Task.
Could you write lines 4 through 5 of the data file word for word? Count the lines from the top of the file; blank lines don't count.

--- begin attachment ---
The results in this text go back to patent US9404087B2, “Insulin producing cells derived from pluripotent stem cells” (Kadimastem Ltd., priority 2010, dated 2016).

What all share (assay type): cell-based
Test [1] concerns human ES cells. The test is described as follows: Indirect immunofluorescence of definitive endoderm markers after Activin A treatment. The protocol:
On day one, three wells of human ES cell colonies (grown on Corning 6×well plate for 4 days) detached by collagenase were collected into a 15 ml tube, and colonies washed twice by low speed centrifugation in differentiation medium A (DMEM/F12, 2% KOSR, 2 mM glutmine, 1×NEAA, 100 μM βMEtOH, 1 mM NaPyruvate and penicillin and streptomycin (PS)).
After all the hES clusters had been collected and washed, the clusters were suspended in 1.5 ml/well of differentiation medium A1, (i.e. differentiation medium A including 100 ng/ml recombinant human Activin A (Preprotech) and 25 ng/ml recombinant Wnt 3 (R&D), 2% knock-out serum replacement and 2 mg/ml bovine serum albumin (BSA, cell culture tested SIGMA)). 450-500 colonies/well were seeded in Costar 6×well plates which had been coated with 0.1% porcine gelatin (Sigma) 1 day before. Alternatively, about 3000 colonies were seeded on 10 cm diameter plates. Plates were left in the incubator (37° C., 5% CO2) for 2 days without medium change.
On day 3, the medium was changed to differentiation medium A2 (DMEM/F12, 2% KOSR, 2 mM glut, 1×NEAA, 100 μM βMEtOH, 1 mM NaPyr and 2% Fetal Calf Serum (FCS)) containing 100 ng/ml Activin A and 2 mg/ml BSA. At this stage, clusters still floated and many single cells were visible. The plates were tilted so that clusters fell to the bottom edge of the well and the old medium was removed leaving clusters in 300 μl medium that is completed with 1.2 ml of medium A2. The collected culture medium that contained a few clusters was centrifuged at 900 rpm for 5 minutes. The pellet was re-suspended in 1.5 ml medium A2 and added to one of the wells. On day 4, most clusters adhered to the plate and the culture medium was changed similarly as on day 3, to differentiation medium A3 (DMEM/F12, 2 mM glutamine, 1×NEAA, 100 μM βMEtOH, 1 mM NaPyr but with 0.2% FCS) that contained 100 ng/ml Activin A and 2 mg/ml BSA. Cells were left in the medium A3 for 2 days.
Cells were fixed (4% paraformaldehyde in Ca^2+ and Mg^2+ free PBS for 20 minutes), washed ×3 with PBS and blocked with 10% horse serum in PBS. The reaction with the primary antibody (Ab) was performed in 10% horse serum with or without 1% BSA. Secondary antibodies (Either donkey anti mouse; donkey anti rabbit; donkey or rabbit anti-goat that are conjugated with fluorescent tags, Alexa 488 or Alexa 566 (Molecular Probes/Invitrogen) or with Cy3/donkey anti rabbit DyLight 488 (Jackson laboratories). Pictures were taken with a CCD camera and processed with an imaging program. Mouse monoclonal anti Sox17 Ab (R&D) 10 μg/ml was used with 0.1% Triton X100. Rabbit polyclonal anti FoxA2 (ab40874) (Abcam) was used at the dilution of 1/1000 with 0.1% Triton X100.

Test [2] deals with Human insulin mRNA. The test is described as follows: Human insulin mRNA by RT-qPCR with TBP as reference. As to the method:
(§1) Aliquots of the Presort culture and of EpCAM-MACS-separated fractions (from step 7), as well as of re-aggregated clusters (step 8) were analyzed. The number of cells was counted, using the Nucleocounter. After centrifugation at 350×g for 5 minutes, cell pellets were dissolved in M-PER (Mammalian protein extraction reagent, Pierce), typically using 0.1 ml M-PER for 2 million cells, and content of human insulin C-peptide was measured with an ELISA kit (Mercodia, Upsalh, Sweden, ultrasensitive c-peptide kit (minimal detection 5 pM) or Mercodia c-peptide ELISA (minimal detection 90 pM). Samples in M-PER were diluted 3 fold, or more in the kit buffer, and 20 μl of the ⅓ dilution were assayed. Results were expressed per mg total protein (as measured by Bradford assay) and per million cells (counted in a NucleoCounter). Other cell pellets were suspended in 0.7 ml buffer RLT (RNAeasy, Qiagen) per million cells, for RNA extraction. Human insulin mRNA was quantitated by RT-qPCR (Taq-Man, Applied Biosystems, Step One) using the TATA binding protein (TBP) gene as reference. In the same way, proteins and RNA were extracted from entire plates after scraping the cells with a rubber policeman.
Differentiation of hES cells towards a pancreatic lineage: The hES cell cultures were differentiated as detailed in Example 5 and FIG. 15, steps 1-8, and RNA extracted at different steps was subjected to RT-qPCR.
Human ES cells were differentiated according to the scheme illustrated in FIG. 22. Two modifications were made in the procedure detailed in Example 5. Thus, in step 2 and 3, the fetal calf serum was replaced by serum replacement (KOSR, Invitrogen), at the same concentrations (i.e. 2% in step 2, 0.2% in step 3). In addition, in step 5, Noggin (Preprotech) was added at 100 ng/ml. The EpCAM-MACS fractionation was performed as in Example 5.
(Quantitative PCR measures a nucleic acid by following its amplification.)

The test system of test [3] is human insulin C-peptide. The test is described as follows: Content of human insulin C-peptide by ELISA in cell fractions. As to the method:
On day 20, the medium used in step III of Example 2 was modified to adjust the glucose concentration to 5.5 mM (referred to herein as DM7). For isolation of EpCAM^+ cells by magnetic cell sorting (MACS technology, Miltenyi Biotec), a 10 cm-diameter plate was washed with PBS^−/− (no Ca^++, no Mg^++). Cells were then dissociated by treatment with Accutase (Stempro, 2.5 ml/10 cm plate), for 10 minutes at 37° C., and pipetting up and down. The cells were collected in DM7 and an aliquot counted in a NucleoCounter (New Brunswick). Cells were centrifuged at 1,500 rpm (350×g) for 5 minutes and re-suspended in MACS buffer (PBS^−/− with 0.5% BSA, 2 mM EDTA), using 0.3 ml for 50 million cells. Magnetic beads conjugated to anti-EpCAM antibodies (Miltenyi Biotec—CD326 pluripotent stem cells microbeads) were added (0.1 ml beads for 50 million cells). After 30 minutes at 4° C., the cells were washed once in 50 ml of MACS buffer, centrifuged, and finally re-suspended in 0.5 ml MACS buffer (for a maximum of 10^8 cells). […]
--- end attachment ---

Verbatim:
On day one, three wells of human ES cell colonies (grown on Corning 6×well plate for 4 days) detached by collagenase were collected into a 15 ml tube, and colonies washed twice by low speed centrifugation in differentiation medium A (DMEM/F12, 2% KOSR, 2 mM glutmine, 1×NEAA, 100 μM βMEtOH, 1 mM NaPyruvate and penicillin and streptomycin (PS)).
After all the hES clusters had been collected and washed, the clusters were suspended in 1.5 ml/well of differentiation medium A1, (i.e. differentiation medium A including 100 ng/ml recombinant human Activin A (Preprotech) and 25 ng/ml recombinant Wnt 3 (R&D), 2% knock-out serum replacement and 2 mg/ml bovine serum albumin (BSA, cell culture tested SIGMA)). 450-500 colonies/well were seeded in Costar 6×well plates which had been coated with 0.1% porcine gelatin (Sigma) 1 day before. Alternatively, about 3000 colonies were seeded on 10 cm diameter plates. Plates were left in the incubator (37° C., 5% CO2) for 2 days without medium change.